1. The entire menu disappears if we resize the mobile-width window back out past the break point.
  2. The hover event is still firing on the mobile version.

Step 9: Showing and Hiding

Our missing navigation menu seems like an easy fix: just add $("nav").show() under the greater-than-breakpoint condition. This solution seems to work, but brings up some tricky edge cases. Since the code is re-evaluated every time the browser is resized, whenever we resize with the menu open, it automatically closes again.

This might seem like an unlikely edge case, but mobile browsers are weird: for example, on my Galaxy S, scrolling down, then back up to the top of a page triggers the resize event. Not good!

To fix this, we need to have some way of checking whether the menu toggle has been clicked. I'm going to use an added class on the menu toggle button, because it could be handy for styling (maybe we want a down arrow later down the line?) In addition to toggling the display of the navigation menu, the menu toggle button will now toggle its own class of .active. Back in our narrower-than-breakpoint condition, let's update the code to hide our navigation menu only if the menu toggle does not have a class of .active.

Step 10 Unbinding Hover Events

To solve our problem of the mobile-sized navigation menu responding to hover events, we just have to unbind() the hover event from our list items inside the narrower-than-breakpoint condition.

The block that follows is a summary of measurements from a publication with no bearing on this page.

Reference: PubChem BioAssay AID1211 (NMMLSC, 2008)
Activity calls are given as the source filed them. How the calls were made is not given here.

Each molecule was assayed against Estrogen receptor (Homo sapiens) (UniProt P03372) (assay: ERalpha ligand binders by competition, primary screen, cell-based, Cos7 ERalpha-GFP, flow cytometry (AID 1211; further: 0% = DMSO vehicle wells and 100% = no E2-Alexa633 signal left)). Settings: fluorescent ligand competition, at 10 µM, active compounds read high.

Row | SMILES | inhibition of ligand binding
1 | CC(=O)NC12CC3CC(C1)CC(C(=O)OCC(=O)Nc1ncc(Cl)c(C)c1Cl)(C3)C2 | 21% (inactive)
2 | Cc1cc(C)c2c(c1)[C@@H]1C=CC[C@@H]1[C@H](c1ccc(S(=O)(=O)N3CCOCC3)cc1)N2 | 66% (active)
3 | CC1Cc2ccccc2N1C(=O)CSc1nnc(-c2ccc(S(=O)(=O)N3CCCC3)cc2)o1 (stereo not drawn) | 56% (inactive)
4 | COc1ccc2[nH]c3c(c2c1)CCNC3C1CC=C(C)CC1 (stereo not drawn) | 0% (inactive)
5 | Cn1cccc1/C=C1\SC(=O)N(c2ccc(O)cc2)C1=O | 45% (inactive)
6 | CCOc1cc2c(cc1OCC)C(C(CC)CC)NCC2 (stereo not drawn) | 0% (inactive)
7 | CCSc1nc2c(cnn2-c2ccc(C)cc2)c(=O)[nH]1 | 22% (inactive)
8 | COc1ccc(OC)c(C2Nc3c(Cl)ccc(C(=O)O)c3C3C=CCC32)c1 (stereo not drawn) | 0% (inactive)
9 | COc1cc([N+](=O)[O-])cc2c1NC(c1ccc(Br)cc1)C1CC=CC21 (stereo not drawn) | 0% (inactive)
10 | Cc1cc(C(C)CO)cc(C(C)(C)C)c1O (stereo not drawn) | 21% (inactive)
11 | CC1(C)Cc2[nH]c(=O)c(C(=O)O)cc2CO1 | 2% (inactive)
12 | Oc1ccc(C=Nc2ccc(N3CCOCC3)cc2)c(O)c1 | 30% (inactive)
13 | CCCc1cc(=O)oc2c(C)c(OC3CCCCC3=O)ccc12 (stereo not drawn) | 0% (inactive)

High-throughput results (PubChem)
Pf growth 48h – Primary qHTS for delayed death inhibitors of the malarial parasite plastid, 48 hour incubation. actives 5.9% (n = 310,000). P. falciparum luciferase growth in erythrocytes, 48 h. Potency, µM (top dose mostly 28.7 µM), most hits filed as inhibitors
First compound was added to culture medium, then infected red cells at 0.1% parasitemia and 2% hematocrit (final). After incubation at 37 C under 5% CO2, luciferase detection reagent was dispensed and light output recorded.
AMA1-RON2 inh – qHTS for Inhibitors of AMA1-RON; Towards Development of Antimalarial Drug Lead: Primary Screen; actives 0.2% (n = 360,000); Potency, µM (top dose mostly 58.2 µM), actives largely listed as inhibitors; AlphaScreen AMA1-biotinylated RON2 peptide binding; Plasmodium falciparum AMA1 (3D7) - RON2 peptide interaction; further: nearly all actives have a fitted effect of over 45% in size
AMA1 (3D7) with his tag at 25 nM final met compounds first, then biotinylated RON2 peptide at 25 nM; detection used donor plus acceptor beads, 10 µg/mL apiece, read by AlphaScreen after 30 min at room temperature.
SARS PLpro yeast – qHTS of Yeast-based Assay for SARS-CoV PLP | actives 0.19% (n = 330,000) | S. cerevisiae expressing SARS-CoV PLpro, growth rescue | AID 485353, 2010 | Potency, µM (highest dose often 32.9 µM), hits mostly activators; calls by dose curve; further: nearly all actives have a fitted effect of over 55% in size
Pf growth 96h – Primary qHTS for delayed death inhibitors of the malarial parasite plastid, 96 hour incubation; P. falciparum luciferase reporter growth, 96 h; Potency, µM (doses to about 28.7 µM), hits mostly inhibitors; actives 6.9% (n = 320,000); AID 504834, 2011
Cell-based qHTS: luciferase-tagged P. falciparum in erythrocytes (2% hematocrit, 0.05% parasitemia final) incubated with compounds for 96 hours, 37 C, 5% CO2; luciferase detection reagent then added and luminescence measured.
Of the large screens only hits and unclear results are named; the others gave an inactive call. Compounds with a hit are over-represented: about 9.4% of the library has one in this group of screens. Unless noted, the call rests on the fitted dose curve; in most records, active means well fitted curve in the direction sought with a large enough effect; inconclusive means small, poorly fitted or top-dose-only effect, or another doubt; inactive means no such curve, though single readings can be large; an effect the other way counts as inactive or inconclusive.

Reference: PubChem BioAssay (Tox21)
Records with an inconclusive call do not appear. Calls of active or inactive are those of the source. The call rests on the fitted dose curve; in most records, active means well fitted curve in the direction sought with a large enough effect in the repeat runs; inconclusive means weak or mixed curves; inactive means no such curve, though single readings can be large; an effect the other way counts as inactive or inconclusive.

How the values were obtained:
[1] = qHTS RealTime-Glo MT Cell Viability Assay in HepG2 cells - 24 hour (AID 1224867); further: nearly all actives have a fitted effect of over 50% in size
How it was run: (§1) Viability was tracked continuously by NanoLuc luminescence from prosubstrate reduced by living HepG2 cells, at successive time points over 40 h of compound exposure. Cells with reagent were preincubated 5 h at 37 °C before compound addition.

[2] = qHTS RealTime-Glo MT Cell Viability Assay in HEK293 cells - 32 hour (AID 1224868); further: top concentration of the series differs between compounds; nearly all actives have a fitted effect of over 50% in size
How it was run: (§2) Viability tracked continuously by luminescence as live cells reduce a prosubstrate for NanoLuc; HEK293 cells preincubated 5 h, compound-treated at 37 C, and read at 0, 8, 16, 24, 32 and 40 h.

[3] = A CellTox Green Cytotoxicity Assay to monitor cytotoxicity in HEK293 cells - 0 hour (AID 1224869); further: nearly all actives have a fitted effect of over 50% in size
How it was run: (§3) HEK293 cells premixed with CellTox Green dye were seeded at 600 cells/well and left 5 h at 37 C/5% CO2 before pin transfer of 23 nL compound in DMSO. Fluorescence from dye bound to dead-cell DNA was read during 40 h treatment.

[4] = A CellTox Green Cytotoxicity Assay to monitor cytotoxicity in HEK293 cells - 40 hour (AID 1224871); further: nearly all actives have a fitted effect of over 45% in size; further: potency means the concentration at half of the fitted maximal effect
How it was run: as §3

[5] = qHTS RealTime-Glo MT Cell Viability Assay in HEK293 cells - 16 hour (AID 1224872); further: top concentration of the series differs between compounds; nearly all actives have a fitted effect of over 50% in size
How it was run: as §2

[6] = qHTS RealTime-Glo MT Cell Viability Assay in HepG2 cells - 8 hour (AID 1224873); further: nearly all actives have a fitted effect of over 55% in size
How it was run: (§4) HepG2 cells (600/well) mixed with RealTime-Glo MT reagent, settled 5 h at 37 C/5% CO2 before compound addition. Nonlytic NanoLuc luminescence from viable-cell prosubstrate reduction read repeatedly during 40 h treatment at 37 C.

However, this illuminates a new problem: our click events don't work if you resize the browser from big to small. Some debugging reveals that the click event has been bound to the link a bunch of times, so as soon as we click, the .hover class is toggled on and then immediately off again. This happens because the whole function fires repeatedly as you're resizing the window. To make sure we start toggling from the right place, we need to unbind the click event before re-binding it again.

Once we resize the browser from small to big again, however, we're now missing our hover event, because we unbound it when the browser was small, and our click event is still there, so let's unbind before binding our hover statement too. We're also going to remove any list items with a class of .hover before we add them back in on the hover event, to prevent menus from awkwardly staying open as we make the browser wider.